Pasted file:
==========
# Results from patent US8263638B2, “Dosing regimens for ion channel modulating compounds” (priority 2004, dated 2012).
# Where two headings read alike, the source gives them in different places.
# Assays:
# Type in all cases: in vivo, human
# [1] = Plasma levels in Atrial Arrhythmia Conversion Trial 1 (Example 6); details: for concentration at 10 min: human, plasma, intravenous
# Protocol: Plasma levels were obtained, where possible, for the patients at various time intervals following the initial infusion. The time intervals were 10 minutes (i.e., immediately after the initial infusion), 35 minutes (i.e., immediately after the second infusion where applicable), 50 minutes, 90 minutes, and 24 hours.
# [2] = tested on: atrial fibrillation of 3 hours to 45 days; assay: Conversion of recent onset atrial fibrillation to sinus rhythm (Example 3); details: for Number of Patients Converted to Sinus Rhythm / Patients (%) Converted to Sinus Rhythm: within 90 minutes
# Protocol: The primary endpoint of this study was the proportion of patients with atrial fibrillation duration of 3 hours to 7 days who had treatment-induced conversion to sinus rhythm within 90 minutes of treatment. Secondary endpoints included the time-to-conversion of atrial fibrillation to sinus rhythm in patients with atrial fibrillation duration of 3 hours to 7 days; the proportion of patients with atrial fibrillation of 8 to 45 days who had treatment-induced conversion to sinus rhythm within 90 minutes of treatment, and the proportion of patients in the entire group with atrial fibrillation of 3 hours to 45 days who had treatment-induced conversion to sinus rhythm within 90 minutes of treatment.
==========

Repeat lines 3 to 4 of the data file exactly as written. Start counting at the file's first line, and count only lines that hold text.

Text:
# Assays:
# Type in all cases: in vivo, human